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Beneteau First 36.7: Barry Tranter test drives the new Beneteau First 36.7, and discovers that Australia's amateur racers will get the most value out of this boat. (Boat Test).

"AUSTRALIA IS THE BEST COUNTRY IN THE WORLD FOR top-level amateur sailors," says Beneteau Vicsail's Christophe Vanek.

This sweeping statement sounds to me like a good quote, and one I should elaborate on. After all, Aussies aren't averse to a bit of praise. So I asked Vanek why he thinks so.

"We sail here all year round," he adds. "We do twilights on Wednesdays, we race with the club on Saturdays, we race on winter Sundays. Europeans can't do that." Neither, I suppose, can east-coast Americans.

The subject arose because I asked Vanek who would buy the new Beneteau First 36.7. Buyers will come, he says, from the strong core of skilled amateurs who want to race at (or near) the top level, but for whom cutting-edge IMS is out of the question. Vanek says that the Whiston brothers, who had great success with their First 40.7s, set the precedent. "They did not have a lot of experience and bought a performance boat. But they decided to go grand-prix racing, got a few good guys aboard, and had big success at club level," he says.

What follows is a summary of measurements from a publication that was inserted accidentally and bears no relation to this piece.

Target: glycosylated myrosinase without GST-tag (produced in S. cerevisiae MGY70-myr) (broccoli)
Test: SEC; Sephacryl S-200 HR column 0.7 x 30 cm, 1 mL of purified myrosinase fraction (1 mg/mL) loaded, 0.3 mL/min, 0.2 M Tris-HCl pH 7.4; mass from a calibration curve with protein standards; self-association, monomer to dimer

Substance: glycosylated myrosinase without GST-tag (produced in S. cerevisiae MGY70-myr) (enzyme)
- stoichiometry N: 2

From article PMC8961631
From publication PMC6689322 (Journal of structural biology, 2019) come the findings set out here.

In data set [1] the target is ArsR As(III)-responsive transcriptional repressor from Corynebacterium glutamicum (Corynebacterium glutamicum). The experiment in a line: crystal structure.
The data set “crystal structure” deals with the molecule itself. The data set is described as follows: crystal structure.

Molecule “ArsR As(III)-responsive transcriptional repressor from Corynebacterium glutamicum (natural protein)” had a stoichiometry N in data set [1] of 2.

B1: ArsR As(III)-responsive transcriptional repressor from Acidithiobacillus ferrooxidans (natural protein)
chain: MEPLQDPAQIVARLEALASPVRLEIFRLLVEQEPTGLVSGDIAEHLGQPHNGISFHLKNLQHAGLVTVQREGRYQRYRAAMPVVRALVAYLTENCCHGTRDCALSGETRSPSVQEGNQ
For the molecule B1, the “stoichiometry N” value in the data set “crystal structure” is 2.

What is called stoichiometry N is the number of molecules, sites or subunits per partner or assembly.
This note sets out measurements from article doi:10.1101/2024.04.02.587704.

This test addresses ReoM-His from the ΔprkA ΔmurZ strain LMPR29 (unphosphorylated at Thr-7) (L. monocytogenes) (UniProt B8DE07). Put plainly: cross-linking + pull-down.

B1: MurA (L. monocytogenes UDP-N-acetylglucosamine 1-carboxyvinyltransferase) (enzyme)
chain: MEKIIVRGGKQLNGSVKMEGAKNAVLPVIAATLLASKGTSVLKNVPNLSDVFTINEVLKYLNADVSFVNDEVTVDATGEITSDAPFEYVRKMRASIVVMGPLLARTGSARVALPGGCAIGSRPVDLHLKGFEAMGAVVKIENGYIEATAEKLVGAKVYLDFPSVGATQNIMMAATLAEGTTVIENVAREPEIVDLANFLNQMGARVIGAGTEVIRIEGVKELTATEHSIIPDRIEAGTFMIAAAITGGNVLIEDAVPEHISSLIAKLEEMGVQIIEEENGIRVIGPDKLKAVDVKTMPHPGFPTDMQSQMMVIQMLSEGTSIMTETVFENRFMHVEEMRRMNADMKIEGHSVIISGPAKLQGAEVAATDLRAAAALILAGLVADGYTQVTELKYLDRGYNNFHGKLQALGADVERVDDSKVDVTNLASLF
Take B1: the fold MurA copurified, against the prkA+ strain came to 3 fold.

Certainly the 40.7 broke the ice. When it first went on sale here, grand-prix crews were, to put it politely, a bit sceptical that a low-tech boat could mix with the carbon techno-rockets at the front of the fleet. The Whistons silenced the critics, and the 40.7 continues to do well--Shipping Central won IMS Division B in the latest Hobart and was fourth overall, and le Billet won the small IMS division of this year's Coffs Harbour Race.

The First 36.7 is a product of the same formula, a Bruce Farr design, built by Beneteau from conventional materials. The hull is fibreglass; solid, with no fancy cores. The deck is balsa-cored glass, and the hull is reinforced by a moulded internal fibreglass grid bonded to the skin.

The rig is simple -- twin spreaders, slightly raked, with discontinuous shrouds supporting a keel-stepped mast made of old-fashioned aluminium, The boom and spinnaker pole are also alloy The keel, too, is conservative -- a modestly raked lead fin with a flared bottom. There is no skimping on deck gear, which is a good-quality mix that includes Lewmar and Harken. And there are good touches around the boat, such as the 4:1 tackle that controls jib-car position.